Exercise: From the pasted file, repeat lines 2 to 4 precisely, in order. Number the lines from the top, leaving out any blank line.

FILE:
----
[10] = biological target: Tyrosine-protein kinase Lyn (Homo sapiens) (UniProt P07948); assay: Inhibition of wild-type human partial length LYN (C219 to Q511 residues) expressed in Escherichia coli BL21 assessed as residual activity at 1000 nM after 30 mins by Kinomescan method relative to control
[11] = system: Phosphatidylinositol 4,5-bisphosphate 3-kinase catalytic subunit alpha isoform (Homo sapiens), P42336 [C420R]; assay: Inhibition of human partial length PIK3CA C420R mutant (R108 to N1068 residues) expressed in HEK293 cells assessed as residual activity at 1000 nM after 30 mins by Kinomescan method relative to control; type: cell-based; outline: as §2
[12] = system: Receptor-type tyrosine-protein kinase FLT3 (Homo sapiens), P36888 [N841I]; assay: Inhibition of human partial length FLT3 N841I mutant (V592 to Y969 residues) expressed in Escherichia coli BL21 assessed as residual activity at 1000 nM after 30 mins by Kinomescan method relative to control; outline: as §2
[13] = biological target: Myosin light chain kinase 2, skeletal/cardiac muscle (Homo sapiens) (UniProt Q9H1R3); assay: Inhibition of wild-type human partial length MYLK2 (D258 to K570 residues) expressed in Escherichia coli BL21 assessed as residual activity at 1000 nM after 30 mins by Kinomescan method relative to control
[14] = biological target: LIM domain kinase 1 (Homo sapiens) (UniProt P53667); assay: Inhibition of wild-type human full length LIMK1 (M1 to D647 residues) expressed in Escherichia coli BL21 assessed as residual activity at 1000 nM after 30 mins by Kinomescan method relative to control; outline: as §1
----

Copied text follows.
[11] = system: Phosphatidylinositol 4,5-bisphosphate 3-kinase catalytic subunit alpha isoform (Homo sapiens), P42336 [C420R]; assay: Inhibition of human partial length PIK3CA C420R mutant (R108 to N1068 residues) expressed in HEK293 cells assessed as residual activity at 1000 nM after 30 mins by Kinomescan method relative to control; type: cell-based; outline: as §2
[12] = system: Receptor-type tyrosine-protein kinase FLT3 (Homo sapiens), P36888 [N841I]; assay: Inhibition of human partial length FLT3 N841I mutant (V592 to Y969 residues) expressed in Escherichia coli BL21 assessed as residual activity at 1000 nM after 30 mins by Kinomescan method relative to control; outline: as §2
[13] = biological target: Myosin light chain kinase 2, skeletal/cardiac muscle (Homo sapiens) (UniProt Q9H1R3); assay: Inhibition of wild-type human partial length MYLK2 (D258 to K570 residues) expressed in Escherichia coli BL21 assessed as residual activity at 1000 nM after 30 mins by Kinomescan method relative to control